Is higher education at that proverbial tipping point where large scale change is imminent? If the number of recent books on that topic is any indication, look out below. As Peter Sacks stated in opening his recent essay at Minding the Campus, “College bashing is very much in vogue.”
One of the latest books in the critical higher education genre is Professor Mark Taylor’s Crisis on Campus: A Bold Plan for Reforming Our Colleges and Universities. The book received a lukewarm review in the Wall Street Journal on August 31, although it comes on the heels of
Among his better points,
While there is value in keeping some classical disciplines intact (math, physics, biology, etc), I have firsthand experience with the detrimental effects of a lack of integration. I place a huge premium on reading comprehension and written communication in my courses. Yet, my ability to influence my students is only as strong as the standards that are held in other courses that they take. For example, students in my course realize that developing a thought on paper is essential for a high grade, while in other courses, they can achieve the same grade with less coherence in their written work. In essence, I’m the grammar Nazi for students that semester. With a better, more organized curriculum, the same standards would apply throughout students’ college careers. As a teacher, I could expect more from my senior students if I could rely on the instructors in introductory classes to stick to a program that integrates with the curriculum as a whole.
Unfortunately, the focus on performance evaluation that
Tenure may be abolished at some point, but in the near term, a more rational change would be what Bob Samuels recently proposed in the Huffington Post - the development of three categories of professors: those who teach, those who do research, and those who do both. This suggestion falls in line with my Aikido-based mindset of working with transmitted energy vs. fighting it – if productive researchers want out of the classroom, there should be an opportunity for them to do so in order to focus on more research. Similarly, truly outstanding teachers who want to develop new courses and innovative teaching methods in place of a certain number of publications should be able to do so as well. If a college faculty were a baseball team, such a division of labor would be called playing to strengths. A light-hitting infielder is not expected to hit 50 home runs and a power-hitting designated hitter is not expected to drop a sacrifice bunt with runners on base. Yet, both roles are needed for a successful team. Why should educating our children be any different?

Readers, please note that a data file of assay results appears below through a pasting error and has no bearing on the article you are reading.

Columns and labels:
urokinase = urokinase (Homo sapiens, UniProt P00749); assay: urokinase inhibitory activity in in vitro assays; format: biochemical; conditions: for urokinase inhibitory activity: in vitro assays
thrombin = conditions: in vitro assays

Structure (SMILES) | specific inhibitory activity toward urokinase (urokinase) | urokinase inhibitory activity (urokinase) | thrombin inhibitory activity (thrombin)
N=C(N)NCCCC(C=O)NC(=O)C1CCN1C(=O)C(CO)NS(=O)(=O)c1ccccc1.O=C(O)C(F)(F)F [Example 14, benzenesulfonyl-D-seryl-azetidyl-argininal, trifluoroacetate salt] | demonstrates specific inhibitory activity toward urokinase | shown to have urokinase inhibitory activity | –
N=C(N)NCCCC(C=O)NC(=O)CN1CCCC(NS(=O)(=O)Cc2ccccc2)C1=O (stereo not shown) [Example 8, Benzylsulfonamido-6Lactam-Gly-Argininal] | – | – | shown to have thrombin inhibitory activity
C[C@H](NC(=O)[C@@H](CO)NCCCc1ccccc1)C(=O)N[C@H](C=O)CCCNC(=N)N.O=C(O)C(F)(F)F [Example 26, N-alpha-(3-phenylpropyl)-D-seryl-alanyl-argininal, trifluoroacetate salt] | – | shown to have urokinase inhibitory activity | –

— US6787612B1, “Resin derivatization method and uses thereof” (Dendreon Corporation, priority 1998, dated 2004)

A third piece of “bold” reform advocated by
Last week a junior major in religion at
I agree with the idea that students should be trained to leverage new technology, but such training cannot substitute for the fundamentals of reading and writing. For students who have already mastered the basics of the written word, the multimedia option is beneficial for expanding their portfolio of skills. However, from experience, telling the average undergraduate student to “make sure your ideas are well thought out and rigorously developed and your work is carefully crafted to shed new light on the questions you probe” means the same to many of them as saying “toaster fork pen up carpet window car sidewalk Starbucks dandruff poppy seed.”
Student apathy towards academic work is a growing problem in American education. Many of my (stronger and weaker) students readily admit that they do not read anything outside of assigned work, and they disclose that information without a twinge of embarrassment. They don’t see that such intellectual apathy is unacceptable for a truly college educated person. For them, college is now for “getting a job” and “hands-on training,” not book learning. Hence,
Ultimately, the reforms presented in Crisis on Campus lead to the question, “Are all students educable at the college-level?”
Readers interested in opposing angles on college reform would benefit from reading
In the end, Crisis on Campus is worth reading, as it contains some worthy points in both the assessment of the state of higher education and in the recommendations for change, but much of this book is not as “bold” as the title suggests. I was expecting KC Masterpiece, but instead I got a mild store-brand blend.